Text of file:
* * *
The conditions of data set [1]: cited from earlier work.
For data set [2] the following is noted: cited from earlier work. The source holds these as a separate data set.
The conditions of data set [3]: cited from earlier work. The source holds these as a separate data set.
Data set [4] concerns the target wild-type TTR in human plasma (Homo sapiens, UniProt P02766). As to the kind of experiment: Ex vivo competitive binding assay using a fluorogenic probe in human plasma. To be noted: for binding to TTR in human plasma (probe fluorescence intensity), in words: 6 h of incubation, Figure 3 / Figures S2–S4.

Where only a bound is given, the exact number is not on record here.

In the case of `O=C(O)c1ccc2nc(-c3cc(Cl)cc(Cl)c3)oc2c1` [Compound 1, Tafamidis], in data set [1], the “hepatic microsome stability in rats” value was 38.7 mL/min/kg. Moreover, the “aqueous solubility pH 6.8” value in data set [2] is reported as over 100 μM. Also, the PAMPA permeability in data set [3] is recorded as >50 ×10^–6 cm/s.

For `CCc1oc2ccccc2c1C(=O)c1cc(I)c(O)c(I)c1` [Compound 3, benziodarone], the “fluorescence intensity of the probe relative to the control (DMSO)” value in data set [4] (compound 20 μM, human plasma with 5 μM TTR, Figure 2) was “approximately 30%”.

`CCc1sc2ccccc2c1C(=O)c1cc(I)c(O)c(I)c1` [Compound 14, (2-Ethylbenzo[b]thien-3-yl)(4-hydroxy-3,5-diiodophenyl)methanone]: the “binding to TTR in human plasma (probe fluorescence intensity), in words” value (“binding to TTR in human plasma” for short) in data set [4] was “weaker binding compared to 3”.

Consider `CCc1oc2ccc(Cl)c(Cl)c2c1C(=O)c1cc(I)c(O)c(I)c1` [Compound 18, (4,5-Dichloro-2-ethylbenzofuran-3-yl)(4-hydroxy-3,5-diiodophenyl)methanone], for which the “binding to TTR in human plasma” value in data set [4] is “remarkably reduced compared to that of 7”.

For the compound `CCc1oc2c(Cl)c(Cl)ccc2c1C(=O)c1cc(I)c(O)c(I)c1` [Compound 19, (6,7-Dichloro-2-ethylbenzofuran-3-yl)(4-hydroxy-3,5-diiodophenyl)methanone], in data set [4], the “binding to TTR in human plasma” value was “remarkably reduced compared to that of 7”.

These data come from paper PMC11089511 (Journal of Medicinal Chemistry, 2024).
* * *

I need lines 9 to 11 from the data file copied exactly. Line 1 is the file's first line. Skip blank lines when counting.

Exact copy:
Consider `CCc1oc2ccc(Cl)c(Cl)c2c1C(=O)c1cc(I)c(O)c(I)c1` [Compound 18, (4,5-Dichloro-2-ethylbenzofuran-3-yl)(4-hydroxy-3,5-diiodophenyl)methanone], for which the “binding to TTR in human plasma” value in data set [4] is “remarkably reduced compared to that of 7”.

For the compound `CCc1oc2c(Cl)c(Cl)ccc2c1C(=O)c1cc(I)c(O)c(I)c1` [Compound 19, (6,7-Dichloro-2-ethylbenzofuran-3-yl)(4-hydroxy-3,5-diiodophenyl)methanone], in data set [4], the “binding to TTR in human plasma” value was “remarkably reduced compared to that of 7”.

These data come from paper PMC11089511 (Journal of Medicinal Chemistry, 2024).